Whew, well, not all of those were completely useless! Onward!

Political and social stability

A major thing lots of people want out of moving is to get away from the stressful uncertainty of recent social and political upheaval. How can we get that without moving?

Babble:

  1. Have people you trust run for public office
  2. Dedicate your life to founding a secret society that inserts people aligned with your values into positions of immense power in your country
  3. Single-handedly disarm all the nukes in the world, like Superman in that one Justice League episode
  4. Buy all of the major news networks and let them mostly continue as they are but subtly make everything less partisan
  5. Write some very influential books
  6. Put sedatives in the municipal water supply
  7. Secede from your country / form a micronation
  8. Go really hard on raising the sanity waterline - e.g. get rationality training into all public schools
  9. Print ten million copies of HPMoR / the Sequences / SSC and distribute them evenly around your country
  10. Go back in time and finagle things so that there's less political polarization (not sure how, you figure it out)
  11. Find a Death Note and eliminate the people who are linchpins of social and political instability
  12. Like the previous one but in a technologically possible and yet still untraceable way, like… targeted asteroids
  13. Somehow become a big wig on Capitol Hill and spearhead some major bipartisan movement
  14. Invent a supervillain-type ray that causes all guns in the world to melt
  15. Become a Jesus / Gandhi / Forrest Gump type figure
  16. Purge Night
  17. Require mental health screenings for people before they can run for public office
  18. Abolish the CDC and FDA and most bureaucracy in the US; then people won't be angry because they had to wait five hours at the DMV and they won't be sick and angry about it because they can't afford healthcare
  19. Outlaw swear words
  20. Overhaul all of the algorithms that decide what to show people on the internet, to actively counter partisanship and general polarization
  21. Legalize marijuana and criminalize alcohol so that when people want to use legal drugs to numb their pain they're more likely to get chill than angry
  22. Get them vaccines distributed right quick like so we can end lockdown and therefore hopefully return to a better baseline of sanity
  23. Somehow import the collectivist values that make Japanese society so relatively functional
  24. Make the week into eight days instead, so that we get three rest days for every five workdays
  25. Make an AI that's a really great psychotherapist, then provide it for free to everyone in the world, and socially normalize or even require its use
  26. Positive singularity
  27. Build a giant fortress
  28. Get people to exercise more, because exercise is the magic that cures all ills
  29. Get people to make more art, because making art is the magic that cures all ills
  30. Automate away the vast majority of jobs and instead free people to make art or whatever, but also invent a fully immersive virtual reality experience (like Star Trek's holodecks) so that if they don't have anything productive they want to do they can just stay out of the way while being happy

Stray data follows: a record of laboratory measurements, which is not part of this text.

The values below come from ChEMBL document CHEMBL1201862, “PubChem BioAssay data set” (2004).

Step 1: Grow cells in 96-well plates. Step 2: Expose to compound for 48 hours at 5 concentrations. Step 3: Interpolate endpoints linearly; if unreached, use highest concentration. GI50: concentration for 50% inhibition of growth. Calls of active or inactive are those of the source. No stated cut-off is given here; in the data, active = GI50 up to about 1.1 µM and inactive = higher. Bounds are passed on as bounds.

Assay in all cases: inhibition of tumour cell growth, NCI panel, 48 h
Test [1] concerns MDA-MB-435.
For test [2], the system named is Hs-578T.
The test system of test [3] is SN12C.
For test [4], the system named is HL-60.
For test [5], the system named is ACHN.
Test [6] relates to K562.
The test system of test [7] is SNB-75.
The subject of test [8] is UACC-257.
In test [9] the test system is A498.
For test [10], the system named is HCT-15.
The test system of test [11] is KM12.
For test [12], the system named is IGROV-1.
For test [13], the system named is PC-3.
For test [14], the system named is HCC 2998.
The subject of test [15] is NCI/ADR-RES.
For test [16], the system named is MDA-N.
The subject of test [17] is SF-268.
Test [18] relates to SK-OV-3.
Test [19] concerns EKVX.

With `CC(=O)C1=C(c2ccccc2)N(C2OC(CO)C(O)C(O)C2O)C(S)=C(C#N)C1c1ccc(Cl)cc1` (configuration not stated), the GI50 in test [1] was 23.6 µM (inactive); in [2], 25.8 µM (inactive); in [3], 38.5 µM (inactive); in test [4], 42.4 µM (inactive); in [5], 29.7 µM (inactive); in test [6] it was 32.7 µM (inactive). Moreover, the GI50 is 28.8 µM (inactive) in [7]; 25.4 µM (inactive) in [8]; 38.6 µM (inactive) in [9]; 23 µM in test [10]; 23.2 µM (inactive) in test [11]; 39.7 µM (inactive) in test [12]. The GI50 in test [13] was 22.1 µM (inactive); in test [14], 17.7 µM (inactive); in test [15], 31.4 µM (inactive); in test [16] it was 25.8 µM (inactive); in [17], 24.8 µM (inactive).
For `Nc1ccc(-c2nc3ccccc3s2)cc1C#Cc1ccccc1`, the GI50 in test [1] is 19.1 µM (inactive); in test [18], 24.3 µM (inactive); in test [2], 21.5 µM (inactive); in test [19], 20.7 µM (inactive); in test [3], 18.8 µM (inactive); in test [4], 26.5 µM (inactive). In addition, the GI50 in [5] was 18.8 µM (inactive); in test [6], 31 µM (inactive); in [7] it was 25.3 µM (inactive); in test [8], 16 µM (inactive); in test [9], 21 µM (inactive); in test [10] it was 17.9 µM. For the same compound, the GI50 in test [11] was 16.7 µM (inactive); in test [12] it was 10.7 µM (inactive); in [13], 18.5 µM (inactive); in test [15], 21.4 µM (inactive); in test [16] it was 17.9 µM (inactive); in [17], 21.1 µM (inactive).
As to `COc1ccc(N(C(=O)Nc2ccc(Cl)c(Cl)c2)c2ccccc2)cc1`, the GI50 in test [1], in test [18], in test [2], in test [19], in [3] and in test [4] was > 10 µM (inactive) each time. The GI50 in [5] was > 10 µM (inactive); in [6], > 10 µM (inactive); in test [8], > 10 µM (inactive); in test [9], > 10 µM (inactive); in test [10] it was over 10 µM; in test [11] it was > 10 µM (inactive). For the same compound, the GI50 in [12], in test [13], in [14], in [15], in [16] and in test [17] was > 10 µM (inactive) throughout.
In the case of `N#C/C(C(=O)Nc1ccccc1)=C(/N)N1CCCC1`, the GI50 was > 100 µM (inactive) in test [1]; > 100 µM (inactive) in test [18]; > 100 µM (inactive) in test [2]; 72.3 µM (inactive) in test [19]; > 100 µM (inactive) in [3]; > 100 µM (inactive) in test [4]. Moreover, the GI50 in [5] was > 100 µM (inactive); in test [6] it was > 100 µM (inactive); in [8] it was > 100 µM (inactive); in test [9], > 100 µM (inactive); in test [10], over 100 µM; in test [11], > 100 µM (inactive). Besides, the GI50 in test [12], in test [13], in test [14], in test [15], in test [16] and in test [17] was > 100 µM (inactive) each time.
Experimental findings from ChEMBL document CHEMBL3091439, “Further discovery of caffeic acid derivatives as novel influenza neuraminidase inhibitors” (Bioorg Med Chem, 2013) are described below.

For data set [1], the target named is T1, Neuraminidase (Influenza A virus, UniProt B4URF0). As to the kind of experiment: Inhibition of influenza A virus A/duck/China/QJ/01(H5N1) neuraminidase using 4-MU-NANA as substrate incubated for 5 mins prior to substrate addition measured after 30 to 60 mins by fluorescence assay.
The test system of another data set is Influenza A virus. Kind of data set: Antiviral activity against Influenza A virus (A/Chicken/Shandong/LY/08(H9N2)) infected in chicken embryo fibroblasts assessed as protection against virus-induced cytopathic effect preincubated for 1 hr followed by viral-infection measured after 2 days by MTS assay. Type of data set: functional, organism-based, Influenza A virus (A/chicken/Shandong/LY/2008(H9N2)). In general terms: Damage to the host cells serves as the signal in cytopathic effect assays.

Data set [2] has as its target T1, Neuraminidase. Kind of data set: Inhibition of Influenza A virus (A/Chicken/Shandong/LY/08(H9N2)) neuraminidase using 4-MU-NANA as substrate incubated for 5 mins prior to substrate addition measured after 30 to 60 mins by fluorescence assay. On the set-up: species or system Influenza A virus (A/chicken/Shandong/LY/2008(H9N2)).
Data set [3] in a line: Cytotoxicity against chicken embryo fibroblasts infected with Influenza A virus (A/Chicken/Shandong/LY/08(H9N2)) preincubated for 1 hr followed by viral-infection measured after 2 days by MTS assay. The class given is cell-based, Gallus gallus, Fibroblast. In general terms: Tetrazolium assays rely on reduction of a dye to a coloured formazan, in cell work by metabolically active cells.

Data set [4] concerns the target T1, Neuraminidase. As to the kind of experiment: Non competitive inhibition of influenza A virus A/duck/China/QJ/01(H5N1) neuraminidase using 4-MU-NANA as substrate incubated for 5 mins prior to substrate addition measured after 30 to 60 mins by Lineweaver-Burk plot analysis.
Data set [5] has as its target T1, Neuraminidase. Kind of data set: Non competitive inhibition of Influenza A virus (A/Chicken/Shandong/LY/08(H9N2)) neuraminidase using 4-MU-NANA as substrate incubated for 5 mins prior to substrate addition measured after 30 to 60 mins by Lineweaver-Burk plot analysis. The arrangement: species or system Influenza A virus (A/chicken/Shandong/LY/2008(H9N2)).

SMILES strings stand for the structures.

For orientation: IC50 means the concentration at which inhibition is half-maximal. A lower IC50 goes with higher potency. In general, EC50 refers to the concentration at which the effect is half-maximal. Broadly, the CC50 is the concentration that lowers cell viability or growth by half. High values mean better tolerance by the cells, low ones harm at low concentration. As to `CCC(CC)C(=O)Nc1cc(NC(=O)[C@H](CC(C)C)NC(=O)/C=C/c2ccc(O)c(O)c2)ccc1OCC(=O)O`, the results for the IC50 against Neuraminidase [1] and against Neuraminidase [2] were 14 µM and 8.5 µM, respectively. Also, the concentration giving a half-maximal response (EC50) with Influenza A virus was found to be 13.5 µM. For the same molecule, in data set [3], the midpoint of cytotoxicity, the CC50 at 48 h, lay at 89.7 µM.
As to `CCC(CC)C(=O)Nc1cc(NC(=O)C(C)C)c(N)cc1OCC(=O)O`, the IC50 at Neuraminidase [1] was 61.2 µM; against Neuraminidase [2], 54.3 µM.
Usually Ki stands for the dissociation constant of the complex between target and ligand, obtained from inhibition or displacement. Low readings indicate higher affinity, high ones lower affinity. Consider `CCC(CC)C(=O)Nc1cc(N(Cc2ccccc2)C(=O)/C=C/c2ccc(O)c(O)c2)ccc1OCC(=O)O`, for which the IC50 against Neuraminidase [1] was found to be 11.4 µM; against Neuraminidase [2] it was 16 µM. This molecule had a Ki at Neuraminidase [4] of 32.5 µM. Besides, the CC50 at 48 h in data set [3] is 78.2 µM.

31. Just chill out, things are actually pretty fine
  32. More hugs
  33. Cause a whole lot more people who think like you (or the way you like people to think) to move to your area, a la Free State Project – then at least if shit goes down, you'll be surrounded by allies
  34. Become a citizen of another country, just in case
  35. Just really solidify your personal social group, and pretend people outside of your bubble don't exist
  36. Follow Eliezer's suggestions to reboot the police
  37. Make a society just like the one in Brave New World – that was a piss-poor attempt at a dystopia given that everyone is happy all the time, aging is curtailed, and society is incredibly stable
  38. Go hard on genetically modifying embryos so that within a generation everyone is smarter and more level-headed
  39. Make many billions of dollars, take over the world
  40. Build a time machine, take over the world
  41. Nukes in space?, take over the world???
  42. Befriend a bunch of highly influential people (Bill Gates, Donald Trump, Kim Jong-Un, etc) and whisper in their ears like a vizier in a movie
  43. Replace a bunch of highly influential people with clones loyal to you
  44. Seduce Donald Trump
  45. Inundate the world with more resources than humanity could possibly use, so that there's nothing to fight over anymore. At the very least then we'd have different problems.
  46. Hire a whole team of bodyguards so you don't have to worry about violence
  47. Invent and spread widely a faster mode of travel, like hyperloop or flying cars, so that there's more global connectedness, and therefore maybe more global understanding
  48. Get the Autobots to come from Cybertron and save us from ourselves
  49. Join the military, rise in the ranks, take over the military, abolish the military
  50. Form a worldwide movement of people doing random acts of kindness – that's the kind of thing I thought might change the world when I was in high school, and who knows, it's not impossible

Nicer surroundings